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Movie Beat: “Menashe” better at culture than it is at people
by JENNIFFER WARDELL
Sep 09, 2017 | 2580 views | 0 0 comments | 483 483 recommendations | email to a friend | print
© A24
© A24
slideshow

Rated PG

Written by Joshua Z. Weinstein, Alex Lipschultz, and Musa Syeed

Directed by Joshua Z. Weinstein

Starring Menashe Lustig, Yoel Falkowitz, Ruben Niborski, Meyer Schwartz, Yoel Weisshaus and more

Grade: Two and a half stars

Life is generally quieter and more meandering than fiction.

That fact is a two-edged sword for both filmmakers and audiences dealing in slice-of-life fiction. Hewing to a more realistic plotline and pacing can make your movie feel like a breath of fresh air to audience members who may be sick of narrative clichés. At the same time, there’s the inescapable truth that those are the very same elements that generally make real life far less interesting than fiction.

That’s the dichotomy at the heart of “Menashe,” the first narrative fiction film from documentary director Joshua Z. Weinstein. The story of a widower in Brooklyn’s Orthodox Jewish community, “Menashe” both offers an immersive look at a culture many of us aren’t familiar with and a familiar study of a man who’s lost in the world. The glimpse into the culture remains fascinating throughout, but Menashe’s story could have benefitted from some tightening and a solid character arc.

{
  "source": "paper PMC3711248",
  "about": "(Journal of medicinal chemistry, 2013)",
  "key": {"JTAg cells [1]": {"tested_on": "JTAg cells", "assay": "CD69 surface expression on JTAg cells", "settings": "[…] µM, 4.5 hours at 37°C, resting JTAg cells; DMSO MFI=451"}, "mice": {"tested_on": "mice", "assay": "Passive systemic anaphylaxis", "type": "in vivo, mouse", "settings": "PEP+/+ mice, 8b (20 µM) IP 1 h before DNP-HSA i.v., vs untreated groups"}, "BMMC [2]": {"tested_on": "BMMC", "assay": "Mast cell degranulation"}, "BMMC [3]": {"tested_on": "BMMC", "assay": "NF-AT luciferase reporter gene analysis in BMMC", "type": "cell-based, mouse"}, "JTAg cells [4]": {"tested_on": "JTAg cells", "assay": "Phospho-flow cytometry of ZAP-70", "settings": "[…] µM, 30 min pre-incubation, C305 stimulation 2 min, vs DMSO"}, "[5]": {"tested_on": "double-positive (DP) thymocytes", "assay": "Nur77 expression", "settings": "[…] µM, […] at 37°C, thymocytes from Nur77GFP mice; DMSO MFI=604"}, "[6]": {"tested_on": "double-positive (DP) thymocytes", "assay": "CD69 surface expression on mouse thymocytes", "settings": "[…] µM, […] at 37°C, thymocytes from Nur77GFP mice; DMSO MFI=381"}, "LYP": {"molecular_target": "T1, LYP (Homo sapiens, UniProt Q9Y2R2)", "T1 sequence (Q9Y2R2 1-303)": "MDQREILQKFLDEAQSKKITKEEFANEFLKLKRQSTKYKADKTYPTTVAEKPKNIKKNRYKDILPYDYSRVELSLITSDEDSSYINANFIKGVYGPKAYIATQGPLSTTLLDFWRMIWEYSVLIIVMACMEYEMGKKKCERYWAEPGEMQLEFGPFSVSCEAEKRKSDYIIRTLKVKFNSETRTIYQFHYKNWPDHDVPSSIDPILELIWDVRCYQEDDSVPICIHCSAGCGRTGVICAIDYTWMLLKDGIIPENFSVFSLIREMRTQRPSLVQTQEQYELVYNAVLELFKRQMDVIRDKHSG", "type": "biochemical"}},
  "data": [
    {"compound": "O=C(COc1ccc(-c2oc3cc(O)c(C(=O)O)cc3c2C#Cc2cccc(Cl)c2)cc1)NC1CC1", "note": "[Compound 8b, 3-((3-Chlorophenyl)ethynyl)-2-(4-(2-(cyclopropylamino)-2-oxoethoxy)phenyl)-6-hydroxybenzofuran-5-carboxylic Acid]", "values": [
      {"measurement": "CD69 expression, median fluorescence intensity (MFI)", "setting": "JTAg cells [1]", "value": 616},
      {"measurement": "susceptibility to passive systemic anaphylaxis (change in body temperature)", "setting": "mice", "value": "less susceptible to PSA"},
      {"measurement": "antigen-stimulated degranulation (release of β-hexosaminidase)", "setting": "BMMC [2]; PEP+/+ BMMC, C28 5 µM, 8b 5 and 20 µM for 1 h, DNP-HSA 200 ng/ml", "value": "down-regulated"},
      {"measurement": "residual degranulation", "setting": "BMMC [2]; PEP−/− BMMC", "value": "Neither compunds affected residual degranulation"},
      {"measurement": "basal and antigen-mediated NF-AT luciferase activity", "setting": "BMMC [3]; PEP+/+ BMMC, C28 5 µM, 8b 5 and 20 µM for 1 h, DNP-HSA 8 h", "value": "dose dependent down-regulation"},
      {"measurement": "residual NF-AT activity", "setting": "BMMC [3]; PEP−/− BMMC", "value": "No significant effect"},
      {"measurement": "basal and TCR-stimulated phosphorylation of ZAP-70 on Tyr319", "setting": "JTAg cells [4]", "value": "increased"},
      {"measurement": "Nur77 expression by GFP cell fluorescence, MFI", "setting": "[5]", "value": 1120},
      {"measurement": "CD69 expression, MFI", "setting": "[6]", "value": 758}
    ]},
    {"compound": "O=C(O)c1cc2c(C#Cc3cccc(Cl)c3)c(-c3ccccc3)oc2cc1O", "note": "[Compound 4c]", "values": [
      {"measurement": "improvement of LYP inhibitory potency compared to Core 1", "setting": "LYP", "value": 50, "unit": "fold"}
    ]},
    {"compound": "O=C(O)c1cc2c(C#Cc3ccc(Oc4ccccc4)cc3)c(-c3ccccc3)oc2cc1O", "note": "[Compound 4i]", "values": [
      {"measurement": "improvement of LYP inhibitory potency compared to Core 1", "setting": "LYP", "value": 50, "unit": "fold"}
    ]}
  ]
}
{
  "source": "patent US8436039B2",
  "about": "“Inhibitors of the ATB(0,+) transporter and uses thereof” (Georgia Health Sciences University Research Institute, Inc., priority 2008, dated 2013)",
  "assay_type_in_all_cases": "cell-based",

“Menashe” follows the titular character, a Orthodox Jewish widower who works in a convenience store and whose son living with his maternal uncle due to religious laws about children in unmarried homes. It’s clear early on that Menashe is seen as something of a screw-up, always short of cash, not wearing his hat and coat, and paying no attention to the matches the rabbi sends his way. His most redeeming moments are when he spends time with his son, bringing a light to both of them that makes you believe in the connection.

Weinstein is still clearly more comfortable in the world of documentary filmmaking, and it shows in every scene that focuses on Judaism as a religion and culture. We’re immersed into the meetings as if we belong there, the characters all speaking in Yiddish (there are subtitles) and free of the self-conscious performance that comes from demonstrating things for outsiders. I would have loved more of this.

Menashe, however, was more difficult to love. Likeability is hardly a requirement in a protagonist, but the rules of storytelling demand that the lead character either evolve or devolve in someway throughout the film. We’re here to see change, for better or worse.

In “Menashe,” however, there’s as little emotional change as there is cultural change. The movie establishes early on that Menashe has a tendency to talk big and then never follow through, but instead of interrogating or challenging that the movie largely leaves him to stumble through the same patterns again and again without much question until the last 15 or 20 minutes.  Even then, we don’t fully get the sense that Menashe realizes that the pattern he’s been living is no longer acceptable, which is frustrating for the audience.

There are moments of light, quiet, intimate scenes that Menashe shares with his son that are showcase all that slice-of-life fiction can be at its best. But it’s not enough, and by the end of the movie you’re as tired of Menashe as you would be any neighbor or family member who keeps making the same mistakes over and over again and never seeming to realize where he went wrong. 

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